- I tire of hearing people’s stories. There is nothing I love more than hearing the backstory of someone’s life, and yet I find myself burdened to carry the weight of someone else’s disappointment and regret. I feel guilty that I don’t know everyone’s name let alone their story. I feel like my brain is seized at times like a computer screen frozen in place, crashing under the weight of overload. I know that I’m not alone and that others are doing things I can’t and listening to lives that I can’t and leading people that I can’t, but there is this nagging sense that people are mad at me because I don’t talk to them enough or inquire of their lives enough or meet with them enough or care about them enough. I can’t shake this feeling that people are mad at me. Sometime I even wake in the morning dreading my day because all I can think about is “how many people I’m going to let down” compared to the “few that I’m going to help”. I will hear people say in my head, “You spent time with them, but not me! You helped them, but you didn’t help us! What about me? Are you ever going to get in my life?” I live with these voices screaming at me. I know that I do what I do for God, but knowing that doesn’t always make these feelings of being a disappointment go away.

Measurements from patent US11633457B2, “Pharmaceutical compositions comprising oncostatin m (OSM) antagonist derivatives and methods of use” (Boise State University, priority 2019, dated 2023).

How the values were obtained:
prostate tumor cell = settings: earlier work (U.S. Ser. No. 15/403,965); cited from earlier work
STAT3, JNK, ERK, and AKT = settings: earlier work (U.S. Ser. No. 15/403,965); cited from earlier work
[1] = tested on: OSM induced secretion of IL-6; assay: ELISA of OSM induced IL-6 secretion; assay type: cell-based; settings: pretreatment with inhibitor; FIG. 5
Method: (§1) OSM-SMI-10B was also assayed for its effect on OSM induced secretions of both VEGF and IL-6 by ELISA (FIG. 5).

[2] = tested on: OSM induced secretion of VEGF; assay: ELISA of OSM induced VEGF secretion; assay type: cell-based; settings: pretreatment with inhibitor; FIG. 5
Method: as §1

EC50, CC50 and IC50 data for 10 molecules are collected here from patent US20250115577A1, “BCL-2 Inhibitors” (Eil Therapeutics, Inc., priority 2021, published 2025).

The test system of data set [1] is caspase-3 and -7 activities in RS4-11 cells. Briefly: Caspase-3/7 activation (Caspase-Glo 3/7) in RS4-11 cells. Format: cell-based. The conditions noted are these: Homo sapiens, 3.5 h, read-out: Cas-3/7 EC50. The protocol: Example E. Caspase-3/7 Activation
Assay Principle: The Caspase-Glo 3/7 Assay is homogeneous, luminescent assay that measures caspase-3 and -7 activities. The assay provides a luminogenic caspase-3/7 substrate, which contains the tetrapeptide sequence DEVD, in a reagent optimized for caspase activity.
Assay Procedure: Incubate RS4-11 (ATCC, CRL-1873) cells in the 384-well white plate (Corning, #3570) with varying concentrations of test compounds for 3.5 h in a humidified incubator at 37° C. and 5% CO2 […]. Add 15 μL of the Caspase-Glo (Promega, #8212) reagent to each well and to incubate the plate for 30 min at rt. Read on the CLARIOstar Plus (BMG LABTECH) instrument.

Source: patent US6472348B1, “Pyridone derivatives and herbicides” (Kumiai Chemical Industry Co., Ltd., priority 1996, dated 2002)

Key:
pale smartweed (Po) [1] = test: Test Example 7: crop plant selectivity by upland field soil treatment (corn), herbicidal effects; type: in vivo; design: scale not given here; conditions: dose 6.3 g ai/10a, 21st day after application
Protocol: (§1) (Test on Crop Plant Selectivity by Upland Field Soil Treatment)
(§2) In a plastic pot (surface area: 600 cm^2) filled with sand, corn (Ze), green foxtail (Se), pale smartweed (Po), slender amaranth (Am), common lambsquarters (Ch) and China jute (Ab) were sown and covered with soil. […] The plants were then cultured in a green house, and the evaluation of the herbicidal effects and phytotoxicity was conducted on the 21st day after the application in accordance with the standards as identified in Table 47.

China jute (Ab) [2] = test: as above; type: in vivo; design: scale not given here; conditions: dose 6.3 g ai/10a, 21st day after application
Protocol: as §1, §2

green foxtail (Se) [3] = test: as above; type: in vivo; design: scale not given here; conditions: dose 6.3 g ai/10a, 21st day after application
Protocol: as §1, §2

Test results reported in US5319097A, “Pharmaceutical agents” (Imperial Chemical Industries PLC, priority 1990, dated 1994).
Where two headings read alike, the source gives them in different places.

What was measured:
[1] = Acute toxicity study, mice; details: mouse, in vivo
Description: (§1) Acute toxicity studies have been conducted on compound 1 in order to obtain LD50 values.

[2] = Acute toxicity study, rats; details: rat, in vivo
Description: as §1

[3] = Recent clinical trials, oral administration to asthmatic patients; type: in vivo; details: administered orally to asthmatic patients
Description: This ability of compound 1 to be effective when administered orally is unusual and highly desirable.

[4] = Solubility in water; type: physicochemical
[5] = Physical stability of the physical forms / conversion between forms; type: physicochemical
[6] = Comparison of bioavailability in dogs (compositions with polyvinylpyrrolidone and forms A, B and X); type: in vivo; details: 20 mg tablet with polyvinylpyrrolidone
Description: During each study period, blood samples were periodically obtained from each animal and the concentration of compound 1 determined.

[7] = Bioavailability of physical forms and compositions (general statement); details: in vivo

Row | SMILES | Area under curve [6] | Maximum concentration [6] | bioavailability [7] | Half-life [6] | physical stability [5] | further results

- I struggle with being mad at people for their presuppositions and angles and agendas that they project onto me, push onto me. I can hear it in people’s questions and their statements. I hate it when people share with me their experiences and want me to carry on those experiences. They want me to implement their “pet ministry”. They want me to love the bible study that changed their life as much as they do. They want their ideas and their good memories to be perpetuated and propagated through my ministry. If they are about Worship, they want to peddle their wares of worship, if they are into bible study, all roads lead to bible study…and not just any bible study, but the particular bible study that changed their life because that is the best one in the whole wide world. If they are into social justice, I must be an activist with a firm grasp of compassion ministries because the bible clearly says that true religion visits the poor and the orphans and the widows…all other religion is rubbish. People tend to think they are unique, like they are the only one who is sharing with me their opinions about what is best and what worked for them and what should happen next and what would change everything, if only… And all the while, I carry the myriad of opinions not wondering at all whether they are all good, they are indeed, but wondering obsessively about which ones I should heed and champion, if any, knowing that if I choose one, I won’t choose ten which translates into 1 person loving me and 10 people hating me. I wish God would just tell me what he wants, but I don’t get a memo from him like pastors do on TBN unfortunately. I’ve been waiting for that day, but until them, I have to listen to people, seek the Lord and His Word, consult with wise counsel, and come to a decision based on discernment. There is no silver bullet, though I think others think pastors possess one.